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Honolulu investment group sentenced for Ponzi scheme

Published On: Sep 14 2012 05:36:08 PM HST
HONOLULU -

Members of a Honolulu investment group were sentenced Thursday to nearly 10 years combined in prison after they were convicted of wire fraud, according to the U.S. Dept. of Justice.

Syed Qadri, 39, Ruben Carrillo Gonzalez, 50, Jeffrey Greenhut, 40, were sentenced to 51 months, 41 months and 24 months in prison, respectively, for their roles in connection with a scheme to defraud investors through two Honolulu-based companies -- Amasse Capital LLC and Solomon & Co. LLC.

The incidents happened between January and September in 2006.

Each defendant was ordered to pay restitution to victims of the scheme.

The wife of Qadri, 48-year-old Patricia Roszkowski, received a one-month prison sentence from U.S. District Judge Leslie Kobayashi for filing a fraudulent application with a local bank for a line of credit on behalf of Solomon.

According to U.S. Attorney for the District of Hawaii Florence Nakakuni, Amasse and Solomon purportedly invested in high yield bonds with minimal risk to the investor's principal, when, in reality, investments were used to pay back earlier investors with the remainder of the funds being converted to Qadri's own use in what amounted to a Ponzi scheme.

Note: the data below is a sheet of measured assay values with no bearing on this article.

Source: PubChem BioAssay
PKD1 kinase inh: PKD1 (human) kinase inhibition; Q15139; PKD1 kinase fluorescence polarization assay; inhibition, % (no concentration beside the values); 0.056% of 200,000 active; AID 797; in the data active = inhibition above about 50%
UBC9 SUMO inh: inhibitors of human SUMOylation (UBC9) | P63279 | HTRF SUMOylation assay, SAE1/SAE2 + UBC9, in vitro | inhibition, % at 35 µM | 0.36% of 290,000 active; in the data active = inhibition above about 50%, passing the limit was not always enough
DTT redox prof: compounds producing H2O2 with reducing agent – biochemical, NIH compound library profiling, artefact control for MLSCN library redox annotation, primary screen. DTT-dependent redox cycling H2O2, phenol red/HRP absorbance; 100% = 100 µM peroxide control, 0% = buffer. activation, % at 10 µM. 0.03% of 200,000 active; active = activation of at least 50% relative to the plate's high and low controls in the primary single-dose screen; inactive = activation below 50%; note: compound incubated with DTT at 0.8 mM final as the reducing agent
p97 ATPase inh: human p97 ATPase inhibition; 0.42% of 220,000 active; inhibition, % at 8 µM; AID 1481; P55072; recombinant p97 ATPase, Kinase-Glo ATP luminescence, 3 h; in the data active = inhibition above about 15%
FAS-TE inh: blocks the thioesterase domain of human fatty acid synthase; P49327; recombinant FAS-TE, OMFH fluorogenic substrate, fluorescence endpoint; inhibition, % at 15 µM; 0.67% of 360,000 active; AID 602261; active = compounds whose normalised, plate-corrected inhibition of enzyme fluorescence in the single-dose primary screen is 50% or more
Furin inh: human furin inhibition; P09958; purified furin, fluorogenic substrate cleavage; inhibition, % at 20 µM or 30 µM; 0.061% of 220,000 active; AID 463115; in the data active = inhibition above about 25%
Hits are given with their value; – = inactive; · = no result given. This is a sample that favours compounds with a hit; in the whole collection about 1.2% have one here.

Other information reflected that Qadri had a leadership role in the scheme; Gonzalez and Greenhut managed investor funds.

According to court documents, Amasse was marketed as an investment firm registered with the Securities and Exchange Commission.  The Prospectus for Amasse made materially false claims about the business activity, capability and financial stability of Amasse.

During the scheme, Qadri and Gonzalez claimed that the companies could return up to 100 to 400 percent per month on investments.

Between Amasse and Solomon, the net loss to victims as a result of this scheme was in excess of $1.6 million.

Qadri and Roszkowski lived in a luxurious Kahala residence, purchased several expensive exotic cars and leased an entire floor in a Downtown Honolulu office building, accoridng to court documents.

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